You can't make me come dowm

How did I get here again?

It is becoming quite clear, even at this early stage, that the roles Dani and I are to fill here will be quite different from each other’s. While Dani is focussing largely on the heart and soul of RescueNet – registration with the World Health Organisation, developing outreach programs, organising staff training, updating medical practices and guidelines etc. – my job description is a little more difficult to pin down.

So since we have arrived I have found myself setting up a file server, repairing laptop/GPS/satellite phone/printer/<insert name of electronic device here>, resolving various computer issues, planning a new website, drawing a 3D model, designing ID cards and a variety of other tasks. However there is another element to our purpose here, which is to help relieve the load on the RescueNet Australia National Coordinator, Mark Cockburn. Mark has been running the Asia-Pacific branch of RescueNet for many years with the part-time help of his wife, Robin (who has many other commitments herself). That in itself is a large undertaking but he also has some hefty responsibilities on the YWAM Canberra base, maintaining and overseeing many of the practical elements of the building. This takes up a big chunk of his week and leaves him hard-pressed at times to meet the demands of both roles.

Dani doing her part to keep the place in order
Dani doing her part to keep the place in order

And so I am trying, as best I can, to relieve the weight of his on-base workload. To date this includes cutting the grass (there’s a lot of it!) and maintaining the grounds, repairing and replacing locks, repairing the dishwasher, draining the heating system and various other random tasks. Other non-essential activities have included helping to build a house from straw bales, relocating chickens, fixing a car headlight, plumbing and fitting shelves.

Somebody never read the 3 Little Pigs
Somebody never read the Three Little Pigs

Needless to say my mind is slightly a-buzz with this unpredictable lifestyle and lack of routine. Maybe that’s not such a bad thing as there will almost certainly be some chaotic experiences on the horizon if we are to stay involved in disaster relief. Hopefully I can learn to adapt to whatever is required of me and still keep an even keel at the end of the day (that’s the hard part!). Disciplining myself to relax after the work is over and lean into God is going to be essential if I’m not going to get lost in the melee. Already weeks have flown by and my moods have varied from elated highs to irritable lows which isn’t fair to those around me, especially Dani, or ultimately myself.

This old contraption has been washing the base dishes for over 30 years
This old contraption has been washing the base dishes for over 30 years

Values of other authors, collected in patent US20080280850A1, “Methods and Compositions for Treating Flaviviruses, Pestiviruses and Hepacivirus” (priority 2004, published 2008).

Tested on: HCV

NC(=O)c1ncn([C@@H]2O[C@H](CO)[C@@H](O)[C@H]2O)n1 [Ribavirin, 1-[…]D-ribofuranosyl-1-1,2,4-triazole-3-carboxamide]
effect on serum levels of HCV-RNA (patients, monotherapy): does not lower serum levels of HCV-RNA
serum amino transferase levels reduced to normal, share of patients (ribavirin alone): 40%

And it doesn't look a day over 50
And it doesn’t look a day over 50

This is definitely a new season and with that must come a new approach to life. The work here can be equally rewarding and frustrating but the work isn’t the end goal. Everything we ‘achieve’ is unfortunately wasted if we burn bridges and get buried in the overwhelming landslide of busy-ness along the way. Relationships are all that really matter – Jesus modelled that perfectly and never put a ‘task’ before a person. Keeping the communications going in both the vertical (God) and horizontal (other people) directions will be important if I’m going to stay grounded – any prayers would be welcome 🙂

6 thoughts on “How did I get here again?”

  1. I had no idea you were so good at DIY Alastair. You really are multi talented. You do however sound a bit stressed so I hope you are not pushing yourself too hard. Make sure you take some time out too. Good luck with it all. Thinking of you.

    1. Thanks Margaret. Seems I picked up a few things from Dad over the years when it comes to DIY, although I’m no expert. I’m sure any substantial change in life circumstances can be stressful until you adjust, so hoping it’s just a matter of time and prayer!

  2. Wow, the groundwork seems a lot! Often not seen and appreciated. Having lived on a big base for years I know it is often a never ending story. It takes discipline and humbleness. Thank you for serving the base and RescueNet. Hope to be able to work together again in a deployment Alastair. Big hugs, Ans

    1. Hi Ans. Yeah, Mark is kept a busy boy on base in terms of maintenance, so there’s plenty for us to do. The work is often reward in itself, although we were recently warned by a visiting speaker about becoming adrenaline junkies! Looking forward to seeing you again, whenever that may be.

  3. Very interesting to read your blog again. Amazing what a lot of different work there is to do. I hope Danielle that Hong Kong will be a success!
    Deep respect for both of you!
    Take care! Lots of love, Thea

  4. Thank you Thea! It’s true that we are certainly not bored 🙂 I’m almost ready for HK now- we’re looking forward to learning the latest of what’s happening in the world and making valuable connections. Lots of love to you all xx

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